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Journal of Family Violence

, Volume 25, Issue 3, pp 247–257 | Cite as

Domestic Violence and Female Genital Mutilation in Kenya: Effects of Ethnicity and Education

  • John Gordon Simister
Original Article

Abstract

This paper investigates domestic violence against women, including definitions of ‘domestic violence;’ and investigates “Female Genital Mutilation.” Data for this paper are from three national household surveys in Kenya: ‘Demographic & Health Survey’ (2003), Afrobarometer (2003), and ‘Work, Attitudes, & Spending’ (2004). Previous research in many countries has found convincing evidence of a tendency for domestic violence to be less common in households where the respondent and/or spouse have more education. This paper adds a new factor: the respondent’s mother’s education also seems relevant to prevalence of GBV (perhaps because of childhood socialization). This pattern applies to both experience of violence, and attitudes to such violence. There also appears to be a strong link between ‘Female Genital Mutilation’ (female circumcision) and mother’s education level. In each case, more education is associated with less violence.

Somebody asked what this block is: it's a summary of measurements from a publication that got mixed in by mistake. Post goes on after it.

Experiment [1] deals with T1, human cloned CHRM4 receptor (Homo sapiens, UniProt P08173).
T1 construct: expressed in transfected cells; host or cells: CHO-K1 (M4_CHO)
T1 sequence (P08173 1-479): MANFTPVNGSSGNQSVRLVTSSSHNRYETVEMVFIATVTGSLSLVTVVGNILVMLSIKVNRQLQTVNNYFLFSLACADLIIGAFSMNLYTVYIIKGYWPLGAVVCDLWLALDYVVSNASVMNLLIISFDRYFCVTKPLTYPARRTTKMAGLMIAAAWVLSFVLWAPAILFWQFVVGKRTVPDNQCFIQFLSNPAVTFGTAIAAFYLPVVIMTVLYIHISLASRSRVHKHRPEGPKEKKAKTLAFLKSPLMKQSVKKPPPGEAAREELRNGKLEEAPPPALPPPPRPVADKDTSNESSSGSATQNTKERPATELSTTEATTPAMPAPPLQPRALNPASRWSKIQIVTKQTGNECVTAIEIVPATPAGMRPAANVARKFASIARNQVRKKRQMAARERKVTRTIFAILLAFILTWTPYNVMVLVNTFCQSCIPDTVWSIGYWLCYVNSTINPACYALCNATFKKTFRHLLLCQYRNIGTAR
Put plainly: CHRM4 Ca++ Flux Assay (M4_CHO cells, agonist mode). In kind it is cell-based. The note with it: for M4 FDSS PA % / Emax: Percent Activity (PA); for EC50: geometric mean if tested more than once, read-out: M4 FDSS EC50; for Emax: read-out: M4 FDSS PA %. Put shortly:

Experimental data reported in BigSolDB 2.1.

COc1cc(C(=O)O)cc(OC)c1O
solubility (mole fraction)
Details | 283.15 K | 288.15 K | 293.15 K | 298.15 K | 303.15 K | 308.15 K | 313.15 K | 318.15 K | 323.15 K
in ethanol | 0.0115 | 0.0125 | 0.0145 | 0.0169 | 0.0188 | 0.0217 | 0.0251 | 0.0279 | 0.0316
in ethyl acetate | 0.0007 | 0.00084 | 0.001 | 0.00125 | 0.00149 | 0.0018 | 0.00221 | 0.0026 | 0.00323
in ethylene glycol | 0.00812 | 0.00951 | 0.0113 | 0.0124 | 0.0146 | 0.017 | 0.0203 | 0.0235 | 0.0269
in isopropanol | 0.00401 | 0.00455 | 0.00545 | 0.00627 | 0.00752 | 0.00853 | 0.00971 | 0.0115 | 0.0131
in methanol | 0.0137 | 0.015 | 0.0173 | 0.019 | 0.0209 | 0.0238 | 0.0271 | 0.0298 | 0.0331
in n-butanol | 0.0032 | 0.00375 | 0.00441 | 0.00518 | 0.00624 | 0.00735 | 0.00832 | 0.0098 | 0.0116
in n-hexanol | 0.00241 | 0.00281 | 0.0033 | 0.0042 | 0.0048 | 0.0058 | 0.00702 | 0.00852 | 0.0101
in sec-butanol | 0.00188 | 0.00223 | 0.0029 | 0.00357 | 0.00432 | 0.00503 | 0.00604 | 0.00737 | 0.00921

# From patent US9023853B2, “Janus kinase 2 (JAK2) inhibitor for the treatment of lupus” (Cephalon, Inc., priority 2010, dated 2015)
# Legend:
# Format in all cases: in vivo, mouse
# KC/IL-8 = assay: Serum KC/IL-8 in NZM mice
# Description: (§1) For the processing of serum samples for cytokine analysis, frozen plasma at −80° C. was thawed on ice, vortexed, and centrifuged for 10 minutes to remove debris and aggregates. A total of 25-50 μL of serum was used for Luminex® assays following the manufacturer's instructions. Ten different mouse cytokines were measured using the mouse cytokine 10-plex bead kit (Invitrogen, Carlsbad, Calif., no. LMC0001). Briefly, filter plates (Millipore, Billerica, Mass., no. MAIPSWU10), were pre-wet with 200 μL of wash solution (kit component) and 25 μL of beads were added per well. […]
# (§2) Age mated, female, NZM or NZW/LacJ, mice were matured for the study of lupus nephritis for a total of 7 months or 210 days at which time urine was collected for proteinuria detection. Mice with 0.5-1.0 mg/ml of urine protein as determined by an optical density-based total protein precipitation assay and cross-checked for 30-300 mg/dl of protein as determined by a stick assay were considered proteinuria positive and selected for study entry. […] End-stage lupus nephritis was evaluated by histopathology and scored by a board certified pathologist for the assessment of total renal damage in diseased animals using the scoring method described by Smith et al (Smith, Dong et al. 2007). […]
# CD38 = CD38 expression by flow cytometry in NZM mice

Keywords

Gender-based violence Female genital mutilation Education Ethnic groups Kenya 

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Copyright information

© Springer Science+Business Media, LLC 2009

Authors and Affiliations

  1. 1.Management DepartmentBirkbeck College (University of London)LondonUK

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